Ever since the world learned that Zendaya would make a movie in lockdown, it has been patiently waiting to know where and when she would see it. At the news that Malcolm & Marie would be released on February 5 on Netflix, countless rumors about the plot and the location made the Web chatter. And it is the walls of this California villa that are the real protagonist. The Caterpillar House, as it is called, frames the complicated story of Malcolm & Marie.
Zendaya, aka Marie, begins a verbal duel about her stance around her husband, Malcolm (John David Washington). Dialogues are ranging on issues such as racism and stereotypes of American culture. All in a retro atmosphere in black and white, which smoothes the film, without ever leaving the Caterpillar House, except in the outdoor area.
Yes, because the film was shot during the pandemic. And the best way to ensure safety for the whole crew was to choose a location. Only one. The house chosen is award-winning architecture in Carmel on the central coast of the Cali of the Hills. In the film, we see it entirely in black and white, in the moonlight. The whole story takes place in a single night and in a single space, almost as if it respected a Greek tragedy’s canons. But in a reality, far from the camera, the rooms of this house are nourished by a natural light that is part of the design and which in its way gives life to the furnishings.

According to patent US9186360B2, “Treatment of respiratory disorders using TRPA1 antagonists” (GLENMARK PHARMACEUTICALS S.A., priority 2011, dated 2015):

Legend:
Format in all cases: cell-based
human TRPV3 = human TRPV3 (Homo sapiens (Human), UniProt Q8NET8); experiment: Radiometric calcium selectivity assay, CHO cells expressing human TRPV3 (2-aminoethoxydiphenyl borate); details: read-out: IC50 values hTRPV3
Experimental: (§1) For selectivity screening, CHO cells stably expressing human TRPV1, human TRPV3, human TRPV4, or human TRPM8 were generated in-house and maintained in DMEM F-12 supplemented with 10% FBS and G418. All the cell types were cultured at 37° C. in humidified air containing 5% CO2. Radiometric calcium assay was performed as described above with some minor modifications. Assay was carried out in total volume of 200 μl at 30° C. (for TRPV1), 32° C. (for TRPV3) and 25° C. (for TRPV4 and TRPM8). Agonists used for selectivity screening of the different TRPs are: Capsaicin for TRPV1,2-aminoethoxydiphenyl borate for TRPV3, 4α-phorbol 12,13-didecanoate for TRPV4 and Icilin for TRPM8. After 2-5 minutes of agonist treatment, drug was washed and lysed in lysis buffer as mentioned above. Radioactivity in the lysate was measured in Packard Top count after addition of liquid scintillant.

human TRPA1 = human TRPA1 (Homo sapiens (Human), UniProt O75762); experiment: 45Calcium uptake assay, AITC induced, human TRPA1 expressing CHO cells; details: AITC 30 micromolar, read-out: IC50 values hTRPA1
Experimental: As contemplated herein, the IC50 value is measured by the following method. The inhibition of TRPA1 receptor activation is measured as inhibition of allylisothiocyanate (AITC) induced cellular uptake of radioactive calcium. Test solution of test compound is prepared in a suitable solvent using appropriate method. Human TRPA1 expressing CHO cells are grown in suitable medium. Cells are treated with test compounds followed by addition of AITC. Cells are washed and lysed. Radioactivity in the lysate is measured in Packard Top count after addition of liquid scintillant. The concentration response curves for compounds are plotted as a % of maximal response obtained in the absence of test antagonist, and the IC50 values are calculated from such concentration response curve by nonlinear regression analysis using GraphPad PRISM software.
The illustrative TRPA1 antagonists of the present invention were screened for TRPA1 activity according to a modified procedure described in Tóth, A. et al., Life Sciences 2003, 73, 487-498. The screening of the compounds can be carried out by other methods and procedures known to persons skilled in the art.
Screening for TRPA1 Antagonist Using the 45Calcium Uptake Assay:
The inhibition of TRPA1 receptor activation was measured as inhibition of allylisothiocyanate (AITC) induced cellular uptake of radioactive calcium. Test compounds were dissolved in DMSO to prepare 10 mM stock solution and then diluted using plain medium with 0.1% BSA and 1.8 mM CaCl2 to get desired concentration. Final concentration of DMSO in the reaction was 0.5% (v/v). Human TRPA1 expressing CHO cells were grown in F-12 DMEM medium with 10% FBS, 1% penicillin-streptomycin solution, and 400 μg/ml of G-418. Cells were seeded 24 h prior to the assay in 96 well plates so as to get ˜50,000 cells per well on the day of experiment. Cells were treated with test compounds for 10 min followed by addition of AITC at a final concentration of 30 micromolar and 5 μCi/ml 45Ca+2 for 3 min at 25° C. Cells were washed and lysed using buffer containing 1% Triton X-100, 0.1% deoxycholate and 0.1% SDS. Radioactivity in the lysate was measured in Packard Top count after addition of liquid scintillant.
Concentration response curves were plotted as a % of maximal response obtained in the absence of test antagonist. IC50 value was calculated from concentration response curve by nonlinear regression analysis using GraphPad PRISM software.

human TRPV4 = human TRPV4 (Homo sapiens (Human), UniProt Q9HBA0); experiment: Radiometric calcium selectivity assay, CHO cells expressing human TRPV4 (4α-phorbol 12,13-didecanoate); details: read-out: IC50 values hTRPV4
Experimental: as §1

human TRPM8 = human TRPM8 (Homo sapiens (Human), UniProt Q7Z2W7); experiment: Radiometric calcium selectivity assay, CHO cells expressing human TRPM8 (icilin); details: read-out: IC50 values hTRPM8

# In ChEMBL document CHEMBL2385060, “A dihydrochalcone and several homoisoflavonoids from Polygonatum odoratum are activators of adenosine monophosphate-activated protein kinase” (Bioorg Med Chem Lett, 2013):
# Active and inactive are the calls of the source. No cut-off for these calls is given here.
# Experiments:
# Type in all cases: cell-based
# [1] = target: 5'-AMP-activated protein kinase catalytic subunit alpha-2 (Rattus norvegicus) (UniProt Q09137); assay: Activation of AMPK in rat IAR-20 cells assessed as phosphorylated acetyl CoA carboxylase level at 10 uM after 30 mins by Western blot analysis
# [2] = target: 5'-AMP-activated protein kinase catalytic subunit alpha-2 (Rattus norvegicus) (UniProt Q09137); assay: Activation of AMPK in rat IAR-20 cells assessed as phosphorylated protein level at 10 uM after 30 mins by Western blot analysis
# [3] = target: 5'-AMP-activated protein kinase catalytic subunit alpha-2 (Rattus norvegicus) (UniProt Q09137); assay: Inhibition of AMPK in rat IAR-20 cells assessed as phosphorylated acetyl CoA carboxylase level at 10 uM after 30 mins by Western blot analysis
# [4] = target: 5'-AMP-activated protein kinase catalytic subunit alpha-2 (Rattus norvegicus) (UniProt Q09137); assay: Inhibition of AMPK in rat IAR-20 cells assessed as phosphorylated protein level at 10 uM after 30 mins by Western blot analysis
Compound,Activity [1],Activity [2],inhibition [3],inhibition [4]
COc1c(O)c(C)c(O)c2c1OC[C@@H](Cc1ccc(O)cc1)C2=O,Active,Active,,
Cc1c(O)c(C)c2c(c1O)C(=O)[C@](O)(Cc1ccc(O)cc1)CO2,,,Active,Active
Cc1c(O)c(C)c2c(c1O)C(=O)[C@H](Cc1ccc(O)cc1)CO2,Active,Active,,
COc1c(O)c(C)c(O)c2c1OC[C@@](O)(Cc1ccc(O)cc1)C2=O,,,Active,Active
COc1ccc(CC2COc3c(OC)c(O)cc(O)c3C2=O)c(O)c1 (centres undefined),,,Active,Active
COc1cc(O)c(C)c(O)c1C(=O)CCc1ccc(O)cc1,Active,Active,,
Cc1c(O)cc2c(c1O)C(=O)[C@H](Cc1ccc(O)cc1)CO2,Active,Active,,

The Caterpillar House is the perfect example of green architecture. It is a LEED Platinum house, which is entirely sustainable from an environmental point of view. In fact, despite being located on a property of over 8000 hectares, only 10% of these are intended for construction. At the same time, the remaining part was dedicated to the preservation of the local flora.
However, in Malcolm & Marie, the green character is not the key element. Rather, it is form and position that shine. “The house enjoys a remote location, beautiful landscaping, dramatic night glass walls, and a unique modern design,” said its architect Jonathan Feldman. “The Caterpillar House owner was willing to shoot the film during the pandemic because she has a separate cottage that she could retreat to while the crew was at home.”